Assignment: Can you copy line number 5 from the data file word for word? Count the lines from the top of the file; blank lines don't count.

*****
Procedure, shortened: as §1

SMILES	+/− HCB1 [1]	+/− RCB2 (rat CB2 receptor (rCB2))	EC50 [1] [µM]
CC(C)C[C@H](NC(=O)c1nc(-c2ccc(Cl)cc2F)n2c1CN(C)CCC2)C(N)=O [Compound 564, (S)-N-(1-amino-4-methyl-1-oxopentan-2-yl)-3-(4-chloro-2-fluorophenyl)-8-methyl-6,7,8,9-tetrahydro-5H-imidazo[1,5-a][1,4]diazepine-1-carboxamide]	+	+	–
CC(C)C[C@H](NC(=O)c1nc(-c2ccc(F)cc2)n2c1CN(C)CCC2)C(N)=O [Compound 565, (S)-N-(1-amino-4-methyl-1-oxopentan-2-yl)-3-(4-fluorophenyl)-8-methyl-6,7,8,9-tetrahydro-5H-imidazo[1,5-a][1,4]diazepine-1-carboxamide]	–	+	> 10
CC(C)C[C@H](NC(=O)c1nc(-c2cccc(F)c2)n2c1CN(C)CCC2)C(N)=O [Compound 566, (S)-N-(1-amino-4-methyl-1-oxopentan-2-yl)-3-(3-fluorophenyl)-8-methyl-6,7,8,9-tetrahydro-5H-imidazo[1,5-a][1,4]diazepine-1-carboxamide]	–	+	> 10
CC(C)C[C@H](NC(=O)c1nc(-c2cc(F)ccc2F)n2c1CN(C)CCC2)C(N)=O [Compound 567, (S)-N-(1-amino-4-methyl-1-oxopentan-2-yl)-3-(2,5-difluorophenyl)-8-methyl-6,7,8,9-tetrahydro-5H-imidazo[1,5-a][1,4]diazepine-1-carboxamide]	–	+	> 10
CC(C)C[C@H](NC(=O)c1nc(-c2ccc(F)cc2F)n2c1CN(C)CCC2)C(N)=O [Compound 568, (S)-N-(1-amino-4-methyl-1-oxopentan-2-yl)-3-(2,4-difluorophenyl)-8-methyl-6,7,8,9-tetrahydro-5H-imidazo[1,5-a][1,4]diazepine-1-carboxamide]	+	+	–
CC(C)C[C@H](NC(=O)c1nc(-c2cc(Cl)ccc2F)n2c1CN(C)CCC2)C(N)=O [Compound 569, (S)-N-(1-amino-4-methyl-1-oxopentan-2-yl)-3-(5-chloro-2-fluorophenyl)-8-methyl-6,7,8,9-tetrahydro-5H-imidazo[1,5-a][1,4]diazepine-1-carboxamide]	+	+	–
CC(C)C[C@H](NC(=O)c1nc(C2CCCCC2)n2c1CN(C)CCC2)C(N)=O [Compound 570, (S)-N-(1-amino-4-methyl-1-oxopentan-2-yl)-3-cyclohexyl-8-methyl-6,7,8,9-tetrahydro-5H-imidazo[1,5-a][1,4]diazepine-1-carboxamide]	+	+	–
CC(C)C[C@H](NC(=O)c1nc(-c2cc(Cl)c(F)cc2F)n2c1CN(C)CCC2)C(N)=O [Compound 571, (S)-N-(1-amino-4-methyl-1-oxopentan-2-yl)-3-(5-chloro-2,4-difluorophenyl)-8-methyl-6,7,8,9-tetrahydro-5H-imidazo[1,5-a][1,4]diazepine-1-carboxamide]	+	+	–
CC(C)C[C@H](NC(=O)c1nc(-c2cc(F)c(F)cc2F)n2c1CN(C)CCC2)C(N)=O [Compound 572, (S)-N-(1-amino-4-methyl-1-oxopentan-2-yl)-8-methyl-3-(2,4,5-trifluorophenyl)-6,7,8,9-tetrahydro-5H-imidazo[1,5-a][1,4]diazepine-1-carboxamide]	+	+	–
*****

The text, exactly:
CC(C)C[C@H](NC(=O)c1nc(-c2cccc(F)c2)n2c1CN(C)CCC2)C(N)=O [Compound 566, (S)-N-(1-amino-4-methyl-1-oxopentan-2-yl)-3-(3-fluorophenyl)-8-methyl-6,7,8,9-tetrahydro-5H-imidazo[1,5-a][1,4]diazepine-1-carboxamide]	–	+	> 10